42. Seal of Bartoli of Alvenno the Jew
*+ S BARTOLI DALVENNO IVD
Dimensions: 25 mm. Matrix.
Location: collection of Michel de Bry, Paris.†
Bibliography: Rosenheim Collection, No. 158; Blumenkranz, 1965–66, No. 2, 24 (4); Bedos, 1980b, No. 2, 24 (4).
This round seal, with its circular legend between two rows of beading, shows a goat-like animal in the field. It now belongs to a private individual. This would seem to be an authentic Jewish seal because of the word TVD. Beyond that, we find a mystery. The first name Bartoli is most strange for a Jew, and the writer can find no place known as Alvenno nor any similar place name. The prefix Al, of course, is originally Arabic, and if this seal is genuine, it may come from Spain or possibly the Midi. De or D in Languedoc in the later Middle Ages came to mean “son of’ as well as “of,” and one can speculate that this name (like Al-Levi, on the famous Halevi seal from Spain [see No. 50]) might have originally been ben Al-Benu or some such name.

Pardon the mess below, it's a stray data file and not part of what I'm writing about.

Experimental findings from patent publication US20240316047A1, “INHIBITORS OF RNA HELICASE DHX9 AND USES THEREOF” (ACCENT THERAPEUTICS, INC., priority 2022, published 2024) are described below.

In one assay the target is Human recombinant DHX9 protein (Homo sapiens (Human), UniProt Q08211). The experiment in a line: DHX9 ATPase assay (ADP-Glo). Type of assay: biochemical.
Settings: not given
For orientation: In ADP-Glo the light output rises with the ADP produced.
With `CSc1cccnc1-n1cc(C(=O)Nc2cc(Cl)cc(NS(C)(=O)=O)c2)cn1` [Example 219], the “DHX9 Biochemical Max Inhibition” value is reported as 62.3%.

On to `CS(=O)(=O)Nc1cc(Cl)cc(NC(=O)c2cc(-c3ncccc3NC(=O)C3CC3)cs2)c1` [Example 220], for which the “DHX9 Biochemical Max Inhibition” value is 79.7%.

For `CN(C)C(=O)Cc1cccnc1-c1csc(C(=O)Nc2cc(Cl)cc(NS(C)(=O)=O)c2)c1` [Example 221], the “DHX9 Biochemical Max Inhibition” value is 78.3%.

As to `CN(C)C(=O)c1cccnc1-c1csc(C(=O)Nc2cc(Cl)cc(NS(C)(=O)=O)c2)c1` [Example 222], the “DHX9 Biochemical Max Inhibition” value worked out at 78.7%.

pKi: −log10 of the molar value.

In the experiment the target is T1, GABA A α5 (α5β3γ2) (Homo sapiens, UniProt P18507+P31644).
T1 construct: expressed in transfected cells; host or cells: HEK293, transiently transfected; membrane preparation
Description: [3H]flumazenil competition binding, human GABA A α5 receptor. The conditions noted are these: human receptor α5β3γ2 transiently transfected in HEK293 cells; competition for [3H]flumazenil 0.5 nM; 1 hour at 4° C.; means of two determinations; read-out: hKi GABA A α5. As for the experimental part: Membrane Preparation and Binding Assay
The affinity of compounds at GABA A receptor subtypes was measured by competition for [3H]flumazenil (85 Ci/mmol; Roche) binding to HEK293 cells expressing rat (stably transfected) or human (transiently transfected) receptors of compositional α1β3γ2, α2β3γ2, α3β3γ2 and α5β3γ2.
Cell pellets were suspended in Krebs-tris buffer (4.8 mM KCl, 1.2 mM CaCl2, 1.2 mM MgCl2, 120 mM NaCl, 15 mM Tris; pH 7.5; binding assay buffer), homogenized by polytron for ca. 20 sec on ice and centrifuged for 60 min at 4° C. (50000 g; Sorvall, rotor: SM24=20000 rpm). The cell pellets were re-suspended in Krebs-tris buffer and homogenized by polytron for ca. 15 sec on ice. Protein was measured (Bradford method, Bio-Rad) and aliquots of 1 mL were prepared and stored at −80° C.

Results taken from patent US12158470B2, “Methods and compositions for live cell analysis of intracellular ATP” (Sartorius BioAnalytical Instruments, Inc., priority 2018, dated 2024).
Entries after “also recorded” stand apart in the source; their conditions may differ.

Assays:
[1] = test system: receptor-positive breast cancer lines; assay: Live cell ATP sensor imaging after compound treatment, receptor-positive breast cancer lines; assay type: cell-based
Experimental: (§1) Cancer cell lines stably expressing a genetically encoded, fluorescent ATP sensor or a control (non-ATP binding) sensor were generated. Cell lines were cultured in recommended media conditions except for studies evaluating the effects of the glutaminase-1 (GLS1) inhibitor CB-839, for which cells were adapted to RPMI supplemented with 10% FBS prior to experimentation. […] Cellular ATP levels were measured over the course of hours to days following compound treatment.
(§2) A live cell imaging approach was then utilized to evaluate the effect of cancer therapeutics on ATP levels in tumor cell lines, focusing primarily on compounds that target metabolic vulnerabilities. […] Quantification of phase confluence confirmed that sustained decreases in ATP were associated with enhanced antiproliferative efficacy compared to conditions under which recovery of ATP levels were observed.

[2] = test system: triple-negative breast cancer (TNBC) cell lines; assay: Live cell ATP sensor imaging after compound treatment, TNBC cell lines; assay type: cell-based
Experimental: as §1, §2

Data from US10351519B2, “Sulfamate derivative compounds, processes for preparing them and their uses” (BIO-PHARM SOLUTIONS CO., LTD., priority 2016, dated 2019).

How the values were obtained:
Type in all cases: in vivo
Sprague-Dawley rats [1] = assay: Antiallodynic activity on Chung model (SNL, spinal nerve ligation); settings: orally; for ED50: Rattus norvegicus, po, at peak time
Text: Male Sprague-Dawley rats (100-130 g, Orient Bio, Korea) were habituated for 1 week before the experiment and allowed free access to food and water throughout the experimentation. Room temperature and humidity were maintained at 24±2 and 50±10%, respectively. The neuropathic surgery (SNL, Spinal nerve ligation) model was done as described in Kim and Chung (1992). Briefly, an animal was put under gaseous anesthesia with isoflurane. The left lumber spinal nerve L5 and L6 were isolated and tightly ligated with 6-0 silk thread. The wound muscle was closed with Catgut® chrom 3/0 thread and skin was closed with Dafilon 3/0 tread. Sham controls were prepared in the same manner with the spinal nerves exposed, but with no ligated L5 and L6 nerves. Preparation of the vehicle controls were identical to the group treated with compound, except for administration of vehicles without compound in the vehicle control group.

Bernhard Blumenkranz has informed this writer that the seal has been considered to be fifteenth-century Italian. He also raises the possibility that Alvenno might be identified with Aubenas, a city of Languedoc where Jews lived in the Middle Ages; since the inhabitants are still called Albenassiens, the old name must indeed have been close to Albenno or Alvenno. One Astruc d’Albenatio, living at Pamiers, is mentioned by Gustave Saige in his 1881 history of the Jews of Languedoc.